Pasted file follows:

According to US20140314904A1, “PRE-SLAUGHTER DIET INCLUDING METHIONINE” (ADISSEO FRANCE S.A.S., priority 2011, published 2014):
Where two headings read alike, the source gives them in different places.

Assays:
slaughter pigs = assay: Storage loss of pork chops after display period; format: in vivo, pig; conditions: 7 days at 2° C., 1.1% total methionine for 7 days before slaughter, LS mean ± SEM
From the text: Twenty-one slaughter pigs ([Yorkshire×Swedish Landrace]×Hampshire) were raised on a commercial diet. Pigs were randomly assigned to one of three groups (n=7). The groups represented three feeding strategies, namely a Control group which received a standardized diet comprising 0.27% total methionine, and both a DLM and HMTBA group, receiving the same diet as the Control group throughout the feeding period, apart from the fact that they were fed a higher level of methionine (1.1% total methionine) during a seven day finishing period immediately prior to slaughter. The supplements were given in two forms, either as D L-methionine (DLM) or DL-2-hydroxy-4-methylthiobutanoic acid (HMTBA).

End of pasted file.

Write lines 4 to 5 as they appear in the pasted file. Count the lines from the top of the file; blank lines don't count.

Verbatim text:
slaughter pigs = assay: Storage loss of pork chops after display period; format: in vivo, pig; conditions: 7 days at 2° C., 1.1% total methionine for 7 days before slaughter, LS mean ± SEM
From the text: Twenty-one slaughter pigs ([Yorkshire×Swedish Landrace]×Hampshire) were raised on a commercial diet. Pigs were randomly assigned to one of three groups (n=7). The groups represented three feeding strategies, namely a Control group which received a standardized diet comprising 0.27% total methionine, and both a DLM and HMTBA group, receiving the same diet as the Control group throughout the feeding period, apart from the fact that they were fed a higher level of methionine (1.1% total methionine) during a seven day finishing period immediately prior to slaughter. The supplements were given in two forms, either as D L-methionine (DLM) or DL-2-hydroxy-4-methylthiobutanoic acid (HMTBA).